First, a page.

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Hum Brain Mapp. 2013 Apr;34(4):814-36. doi: 10.1002/hbm.21474. Epub 2011 Nov 23.

Differential neural activity in the recognition of old versus new events: an activation likelihood estimation meta-analysis.

Author information

1
Department of Rehabilitation Psychology, Daegu University, Gyeongsan, South Korea. hongkn1@gmail.com

Abstract

This study presents a meta-analysis comparing hit and correct rejection (CR) conditions across 48 fMRI studies. Old/new (hit > CR) effects associated most consistently with (1) components of the default-mode network, including the left angular gyrus, bilateral precuneus, and bilateral posterior cingulate regions, which may support the mental re-experiencing of an old event, or ecphory; (2) components of the cognitive-control network, involving the left dorsolateral and dorsomedial prefrontal cortex and bilateral intraparietal sulcus regions, which may mediate memory and non-memory control functions; and (3) the caudate nucleus, a key part of the brain's reward system that may support the satisfaction tied to target-detection. Direct comparisons of old/new effects between item versus source retrieval and "remember" versus "know" retrieval yielded three main sets of findings. First, default-mode network regions showed greater old/new effects in conditions associated with richer ecphoric processing. Second, cognitive-control network regions showed greater old/new effects in conditions associated with a greater demand for strategic-retrieval processing. Third, the caudate nucleus showed greater old/new effects in conditions tied to greater confidence in target-detection. New/old (CR > hit) effects most strongly associated with the bilateral medial temporal lobe, possibly reflecting greater encoding-related activity for new than for old items, and the right posterior middle temporal regions, possibly reflecting repetition-related neural priming for old items. In conclusion, neural activity distinguishing old from new events comprises an ensemble of multiple memory-specific activities, including encoding, retrieval, and priming, as well as multiple types of more general cognitive activities, including default-mode, cognitive-control, and reward processing.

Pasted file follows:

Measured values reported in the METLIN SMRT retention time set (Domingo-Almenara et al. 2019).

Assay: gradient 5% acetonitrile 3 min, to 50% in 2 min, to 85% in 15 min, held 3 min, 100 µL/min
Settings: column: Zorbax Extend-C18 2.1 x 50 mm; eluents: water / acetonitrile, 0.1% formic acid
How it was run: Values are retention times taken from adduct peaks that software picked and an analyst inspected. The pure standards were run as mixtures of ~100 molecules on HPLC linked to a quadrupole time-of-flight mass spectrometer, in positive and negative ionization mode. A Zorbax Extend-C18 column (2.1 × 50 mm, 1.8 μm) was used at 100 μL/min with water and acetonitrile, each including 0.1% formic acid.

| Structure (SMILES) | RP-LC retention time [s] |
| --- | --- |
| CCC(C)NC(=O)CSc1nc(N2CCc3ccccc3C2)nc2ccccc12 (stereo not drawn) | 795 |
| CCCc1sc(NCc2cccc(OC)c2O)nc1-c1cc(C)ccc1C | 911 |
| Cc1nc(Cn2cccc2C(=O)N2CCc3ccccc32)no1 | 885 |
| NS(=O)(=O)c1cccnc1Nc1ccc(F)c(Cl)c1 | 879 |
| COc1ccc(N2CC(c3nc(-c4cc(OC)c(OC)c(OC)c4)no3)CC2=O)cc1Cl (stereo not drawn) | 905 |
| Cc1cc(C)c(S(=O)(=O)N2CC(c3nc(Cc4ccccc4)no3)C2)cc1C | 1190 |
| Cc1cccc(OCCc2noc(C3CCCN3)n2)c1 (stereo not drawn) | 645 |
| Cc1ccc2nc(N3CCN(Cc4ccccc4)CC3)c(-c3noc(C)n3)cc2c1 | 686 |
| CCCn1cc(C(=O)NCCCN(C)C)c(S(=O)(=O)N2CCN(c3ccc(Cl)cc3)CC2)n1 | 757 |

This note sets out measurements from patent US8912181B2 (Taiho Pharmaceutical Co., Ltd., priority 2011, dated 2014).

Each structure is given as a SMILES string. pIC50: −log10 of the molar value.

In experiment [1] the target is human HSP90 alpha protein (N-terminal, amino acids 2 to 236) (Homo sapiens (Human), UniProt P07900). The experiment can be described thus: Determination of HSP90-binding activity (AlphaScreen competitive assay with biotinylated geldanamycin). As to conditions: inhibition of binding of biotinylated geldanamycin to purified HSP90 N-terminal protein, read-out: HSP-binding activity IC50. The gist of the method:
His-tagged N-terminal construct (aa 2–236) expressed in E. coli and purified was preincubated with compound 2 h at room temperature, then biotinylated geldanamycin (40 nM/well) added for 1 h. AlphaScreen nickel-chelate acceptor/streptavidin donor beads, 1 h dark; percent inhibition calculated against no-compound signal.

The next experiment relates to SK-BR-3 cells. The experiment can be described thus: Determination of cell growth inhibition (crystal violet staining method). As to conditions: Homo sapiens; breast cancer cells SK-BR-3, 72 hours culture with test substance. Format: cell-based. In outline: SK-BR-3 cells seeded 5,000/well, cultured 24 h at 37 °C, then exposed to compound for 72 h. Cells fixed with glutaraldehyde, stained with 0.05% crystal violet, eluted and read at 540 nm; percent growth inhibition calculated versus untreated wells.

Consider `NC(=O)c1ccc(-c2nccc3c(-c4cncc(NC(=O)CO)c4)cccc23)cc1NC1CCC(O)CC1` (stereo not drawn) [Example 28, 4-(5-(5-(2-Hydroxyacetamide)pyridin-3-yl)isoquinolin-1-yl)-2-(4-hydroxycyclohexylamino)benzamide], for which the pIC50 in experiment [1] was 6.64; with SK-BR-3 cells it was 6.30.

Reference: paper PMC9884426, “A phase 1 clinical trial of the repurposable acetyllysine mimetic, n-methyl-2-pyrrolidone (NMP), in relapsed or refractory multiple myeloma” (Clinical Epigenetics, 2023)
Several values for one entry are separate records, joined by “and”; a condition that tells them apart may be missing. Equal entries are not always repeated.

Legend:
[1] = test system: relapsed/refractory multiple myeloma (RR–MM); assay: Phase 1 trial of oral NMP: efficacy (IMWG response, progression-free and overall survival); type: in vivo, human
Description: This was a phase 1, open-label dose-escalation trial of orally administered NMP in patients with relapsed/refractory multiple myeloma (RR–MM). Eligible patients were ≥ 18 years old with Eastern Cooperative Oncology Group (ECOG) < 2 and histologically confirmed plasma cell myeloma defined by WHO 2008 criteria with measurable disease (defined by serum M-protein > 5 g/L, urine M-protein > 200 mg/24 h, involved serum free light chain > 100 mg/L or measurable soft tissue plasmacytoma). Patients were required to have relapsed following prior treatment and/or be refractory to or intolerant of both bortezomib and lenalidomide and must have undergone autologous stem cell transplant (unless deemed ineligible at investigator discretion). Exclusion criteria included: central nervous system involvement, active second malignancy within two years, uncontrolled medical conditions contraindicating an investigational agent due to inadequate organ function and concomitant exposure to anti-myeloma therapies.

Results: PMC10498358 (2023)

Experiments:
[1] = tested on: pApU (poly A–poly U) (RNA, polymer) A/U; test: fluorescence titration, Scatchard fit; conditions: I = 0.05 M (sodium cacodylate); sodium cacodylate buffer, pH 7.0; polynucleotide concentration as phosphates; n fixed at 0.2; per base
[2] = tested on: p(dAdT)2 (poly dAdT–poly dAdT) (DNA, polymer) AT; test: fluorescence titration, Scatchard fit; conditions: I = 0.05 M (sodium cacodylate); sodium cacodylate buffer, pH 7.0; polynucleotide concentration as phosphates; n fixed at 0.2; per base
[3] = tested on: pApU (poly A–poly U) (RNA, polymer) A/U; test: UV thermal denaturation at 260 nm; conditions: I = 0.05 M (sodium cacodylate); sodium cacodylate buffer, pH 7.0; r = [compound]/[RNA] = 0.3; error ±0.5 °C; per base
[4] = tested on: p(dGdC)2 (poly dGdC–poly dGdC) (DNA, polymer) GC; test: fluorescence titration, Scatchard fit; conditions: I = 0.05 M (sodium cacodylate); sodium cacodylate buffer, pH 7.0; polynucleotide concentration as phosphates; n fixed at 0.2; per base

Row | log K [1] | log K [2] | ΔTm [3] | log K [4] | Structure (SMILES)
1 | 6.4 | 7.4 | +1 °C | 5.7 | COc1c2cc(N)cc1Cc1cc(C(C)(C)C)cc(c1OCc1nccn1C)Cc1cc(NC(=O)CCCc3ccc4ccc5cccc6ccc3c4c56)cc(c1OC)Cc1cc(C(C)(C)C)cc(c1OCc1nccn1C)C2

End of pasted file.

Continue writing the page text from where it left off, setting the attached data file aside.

PMID:
22110008
DOI:
10.1002/hbm.21474
[Indexed for MEDLINE]

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